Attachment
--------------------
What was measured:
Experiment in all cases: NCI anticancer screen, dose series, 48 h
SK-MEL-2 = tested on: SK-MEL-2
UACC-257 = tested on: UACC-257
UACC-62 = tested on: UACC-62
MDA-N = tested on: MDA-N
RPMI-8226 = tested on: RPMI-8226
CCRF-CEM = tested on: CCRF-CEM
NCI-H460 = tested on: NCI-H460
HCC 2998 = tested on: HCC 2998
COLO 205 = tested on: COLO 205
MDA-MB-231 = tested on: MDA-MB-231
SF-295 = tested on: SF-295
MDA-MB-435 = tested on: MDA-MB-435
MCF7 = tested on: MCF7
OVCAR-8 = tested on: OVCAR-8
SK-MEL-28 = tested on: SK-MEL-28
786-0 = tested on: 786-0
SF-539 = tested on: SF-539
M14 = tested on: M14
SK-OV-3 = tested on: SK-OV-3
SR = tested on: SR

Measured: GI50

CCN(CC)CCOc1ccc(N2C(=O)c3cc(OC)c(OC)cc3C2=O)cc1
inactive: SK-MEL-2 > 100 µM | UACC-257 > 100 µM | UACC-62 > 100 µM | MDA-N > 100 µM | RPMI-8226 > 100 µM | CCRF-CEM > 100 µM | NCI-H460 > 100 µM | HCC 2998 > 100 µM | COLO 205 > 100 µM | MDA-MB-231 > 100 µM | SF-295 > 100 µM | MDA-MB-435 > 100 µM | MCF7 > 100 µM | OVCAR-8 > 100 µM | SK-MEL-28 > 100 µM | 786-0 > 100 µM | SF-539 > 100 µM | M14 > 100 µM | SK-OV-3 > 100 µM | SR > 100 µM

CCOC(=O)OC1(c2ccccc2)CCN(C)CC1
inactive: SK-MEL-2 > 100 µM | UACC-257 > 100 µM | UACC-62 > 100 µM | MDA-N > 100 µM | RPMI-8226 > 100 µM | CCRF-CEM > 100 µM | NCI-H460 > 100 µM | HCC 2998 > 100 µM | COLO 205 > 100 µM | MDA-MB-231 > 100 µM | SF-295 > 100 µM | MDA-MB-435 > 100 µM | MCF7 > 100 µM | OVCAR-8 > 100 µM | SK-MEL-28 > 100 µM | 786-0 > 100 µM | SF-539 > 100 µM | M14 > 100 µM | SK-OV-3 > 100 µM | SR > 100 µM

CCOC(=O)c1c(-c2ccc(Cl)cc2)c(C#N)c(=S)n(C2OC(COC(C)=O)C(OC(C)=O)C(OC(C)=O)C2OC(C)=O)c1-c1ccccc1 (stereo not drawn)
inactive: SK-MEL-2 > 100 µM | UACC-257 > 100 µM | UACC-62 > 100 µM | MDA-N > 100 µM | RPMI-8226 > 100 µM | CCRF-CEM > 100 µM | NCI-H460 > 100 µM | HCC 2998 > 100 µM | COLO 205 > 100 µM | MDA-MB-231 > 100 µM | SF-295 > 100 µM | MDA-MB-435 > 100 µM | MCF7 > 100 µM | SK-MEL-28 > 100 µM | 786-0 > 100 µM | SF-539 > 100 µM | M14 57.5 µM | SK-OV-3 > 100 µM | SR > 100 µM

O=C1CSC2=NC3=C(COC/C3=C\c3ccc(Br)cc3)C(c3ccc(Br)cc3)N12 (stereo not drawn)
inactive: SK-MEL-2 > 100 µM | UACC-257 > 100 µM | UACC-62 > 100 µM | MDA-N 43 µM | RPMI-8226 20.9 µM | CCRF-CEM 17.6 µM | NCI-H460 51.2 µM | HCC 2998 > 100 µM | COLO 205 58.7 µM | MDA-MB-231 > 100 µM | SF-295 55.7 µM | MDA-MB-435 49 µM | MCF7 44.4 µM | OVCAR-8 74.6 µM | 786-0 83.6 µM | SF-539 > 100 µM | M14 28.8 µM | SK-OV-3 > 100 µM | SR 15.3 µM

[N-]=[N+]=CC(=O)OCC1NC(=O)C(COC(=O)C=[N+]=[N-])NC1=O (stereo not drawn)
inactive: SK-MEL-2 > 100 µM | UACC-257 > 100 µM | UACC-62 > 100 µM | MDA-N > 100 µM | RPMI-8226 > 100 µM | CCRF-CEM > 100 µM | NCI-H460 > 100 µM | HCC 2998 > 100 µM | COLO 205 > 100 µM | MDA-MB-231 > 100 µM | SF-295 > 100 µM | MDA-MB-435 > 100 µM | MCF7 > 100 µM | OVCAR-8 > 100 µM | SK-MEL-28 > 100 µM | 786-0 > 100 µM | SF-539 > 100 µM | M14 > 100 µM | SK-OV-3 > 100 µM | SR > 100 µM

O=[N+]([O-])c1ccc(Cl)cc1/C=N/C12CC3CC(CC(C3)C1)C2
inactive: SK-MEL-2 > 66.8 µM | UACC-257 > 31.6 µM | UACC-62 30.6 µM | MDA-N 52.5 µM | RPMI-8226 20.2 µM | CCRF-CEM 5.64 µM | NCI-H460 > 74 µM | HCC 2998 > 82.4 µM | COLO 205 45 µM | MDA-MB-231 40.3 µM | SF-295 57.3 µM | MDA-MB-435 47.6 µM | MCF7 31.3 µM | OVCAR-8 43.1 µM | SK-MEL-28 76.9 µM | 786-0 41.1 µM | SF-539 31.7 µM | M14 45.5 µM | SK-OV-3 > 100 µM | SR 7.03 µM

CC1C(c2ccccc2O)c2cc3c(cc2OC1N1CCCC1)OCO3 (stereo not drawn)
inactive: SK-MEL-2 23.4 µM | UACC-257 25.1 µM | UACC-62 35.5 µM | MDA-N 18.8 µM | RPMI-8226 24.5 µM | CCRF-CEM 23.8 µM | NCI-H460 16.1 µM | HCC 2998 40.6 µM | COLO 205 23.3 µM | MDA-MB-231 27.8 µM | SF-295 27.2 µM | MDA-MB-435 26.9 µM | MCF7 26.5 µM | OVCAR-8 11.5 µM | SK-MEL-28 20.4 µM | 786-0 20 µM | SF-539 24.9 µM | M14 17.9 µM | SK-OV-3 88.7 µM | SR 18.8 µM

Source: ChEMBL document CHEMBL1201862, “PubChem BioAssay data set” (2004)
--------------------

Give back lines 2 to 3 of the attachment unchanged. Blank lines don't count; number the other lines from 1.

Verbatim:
Experiment in all cases: NCI anticancer screen, dose series, 48 h
SK-MEL-2 = tested on: SK-MEL-2